Effective Web Design Principles
Your website is probably your single most valuable marketing tool in this digital age. With nearly 97 percent of consumers using the internet to make purchases, are you certain your website is standing out above the rest, or is it failing to impress, causing you to lose valuable customers and money?
Aside from the product itself, your website design is the most important factor in whether someone will stay on your page, or click the dreaded “back” button, taking them back to their search engine of choice. Don’t fall victim to your competitor who followed these seven rules and is now profiting from someone who could have been your customer!
1. Flash? Forget it.
Flash content had it’s day. That day is now long passed. Designers tend to think people’s mindsets lean toward “Oh, shiny! It moves! It has action! I must love it!” but that’s simply not the case.
The average consumer doesn’t spend long on a web page. In fact, it is estimated that within 10 to 20 seconds, consumers have made up their mind about a particular website, and your product. Do you want 7 of these 15 seconds to be taken up waiting on the next slide loading in your very expensive flash presentation?
With that in mind, also forget about using a flash intro video. I know, you’ve spent a lot of time and money finding just the right images, adding in a voiceover artist, writing the script and paying to have it edited. There’s actually a social media website you can use for all of that. It’s called YouTube. Surely you’ve heard of it. Link or embed a video using YouTube and give consumers the option to view if they wish. No one likes to be forced to do anything!
2. Don’t be afraid of negative space
Everyone thinks that negative space is the down-fall of any creative designer. Not true. Instead, use negative space to your advantage. Apple uses negative space on their website every time they launch a new product. They use a white background, black text, and nothing else. In fact, their website looks almost nothing like the example below:
Any good designer knows how to fill space, but a great designer knows how to let the space speak for itself.
3. Avoid Awful Stock Photography
Approximately 65 percent of the US population are visual learners. It's most likely that your content is only going to get skimmed. Don’t lose out on prospects because you don’t have images.
Use images that display your product or service. Any type of graphics that display your work will likely make a bigger and better impression than a wall of text. On the other end of the spectrum, be careful not to use a picture just because it came cheap on your favorite stock photo website. Your prospects are smart enough to identify images that are stiff, posed or don't inspire trust. Believe us, don’t fall into the trap of using photo after photo of a person leaning over another person, with a pen in their hand, pointing at something on a graph, to represent business professionals. That’s not really what a typical work day at your company looks like!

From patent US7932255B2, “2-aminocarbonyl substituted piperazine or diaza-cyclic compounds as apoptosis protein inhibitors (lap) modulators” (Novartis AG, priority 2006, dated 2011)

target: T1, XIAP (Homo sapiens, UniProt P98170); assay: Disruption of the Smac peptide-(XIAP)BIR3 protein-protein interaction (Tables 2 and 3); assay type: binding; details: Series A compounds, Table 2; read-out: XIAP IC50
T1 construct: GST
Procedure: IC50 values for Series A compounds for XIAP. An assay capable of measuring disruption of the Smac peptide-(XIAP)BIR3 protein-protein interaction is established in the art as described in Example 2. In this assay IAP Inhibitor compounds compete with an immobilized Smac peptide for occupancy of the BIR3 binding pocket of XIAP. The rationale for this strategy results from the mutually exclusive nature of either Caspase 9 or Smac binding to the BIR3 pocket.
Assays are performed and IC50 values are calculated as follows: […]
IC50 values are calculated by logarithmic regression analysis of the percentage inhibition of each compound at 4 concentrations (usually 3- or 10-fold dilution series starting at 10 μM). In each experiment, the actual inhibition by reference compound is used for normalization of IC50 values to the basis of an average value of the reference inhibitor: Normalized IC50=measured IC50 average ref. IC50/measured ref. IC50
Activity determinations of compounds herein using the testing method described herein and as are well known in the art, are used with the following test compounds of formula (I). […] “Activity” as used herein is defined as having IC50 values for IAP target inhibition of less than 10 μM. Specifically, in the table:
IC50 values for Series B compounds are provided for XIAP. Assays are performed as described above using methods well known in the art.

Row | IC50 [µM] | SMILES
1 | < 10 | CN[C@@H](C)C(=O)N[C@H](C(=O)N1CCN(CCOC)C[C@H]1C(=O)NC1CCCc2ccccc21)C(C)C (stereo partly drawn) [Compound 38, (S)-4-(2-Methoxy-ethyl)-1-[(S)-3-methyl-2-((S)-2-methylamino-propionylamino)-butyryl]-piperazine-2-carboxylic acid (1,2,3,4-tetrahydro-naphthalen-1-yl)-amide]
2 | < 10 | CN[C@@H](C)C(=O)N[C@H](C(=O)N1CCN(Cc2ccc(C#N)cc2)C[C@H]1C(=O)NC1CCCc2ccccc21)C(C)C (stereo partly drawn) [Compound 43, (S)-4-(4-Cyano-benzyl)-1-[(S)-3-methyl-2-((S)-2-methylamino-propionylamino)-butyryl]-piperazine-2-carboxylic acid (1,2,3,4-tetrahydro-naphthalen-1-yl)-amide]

4. Color is your friend. Well, sometimes.
There are three very basic rules to letting color influence your web design, based on principals of color as an effective small business branding tool:
White backgrounds are more for the every day consumer.
Black backgrounds are more for the luxurious or business minded.
Colorful backgrounds are geared to people who lead colorful lives.
Don’t go crazy though. Remember, a lot of research has been done about what colors are most attractive to specific types of consumers. For instance, yellow represents optimism and youthfulness, blue creates trust and security, green is associated with wealth, purple is used to calm and soothe and red creates energy and increases the heart rate. Is your website’s color scheme giving the overall effect you want for your buyers?
5. Your Call-to-Action Has to Stand Out
Spend some time working on the appearance of your call-to-action buttons. Think about what it should look like. Really research what people to respond to.
Psychologists report that orange is the best color for a call-to-action. It represents aggression and urgency. This is important when your buyers are making their decision as to whether or not they want more information about you. Make them want to click the link.
6. Mixed Fonts and Text Colors
Don’t be afraid to step out of the Times New Roman box. Never fear to give your text a little color. There’s a bright new world outside of your 11th grade research paper formatting.
Use the bolding feature. Bold words draw the eye to that particular piece of content. Use that to your advantage. Bold words that really drive your point home and sell your product or service. But don't forget the importance of using contrast corren No one likes an orange background with a blue word.
7. Less is More
This isn’t only true in website design. It’s also true in website design. Don’t clutter your website with every widget or button you can find. Your website doesn’t need thirteen videos on your product or service, and we don’t need to see every stock photo of a graph you found in your search.
Remember that your content is the main focus. If you clutter your site with too much fluff, your buyers wont be able to navigate through things to find what you’re really about.
Don’t make the rookie mistakes most small businesses make with their design. Take it to the next level and spend time and money on your website’s design, content, and functionality. Remember, your consumer wants you to be the one. They want to stop searching. Give them a reason to not hit the back button!
Following the recent success of our posts 7 Principles of Effective Web Design for People Who Can't Code and The 7 Most-Annoying Web Design Mistakes: User Experience we're starting a series on the nuts and bolts of effective web design for small businesses. Tune in soon for coverage of websites that convert!
image credit: social fresh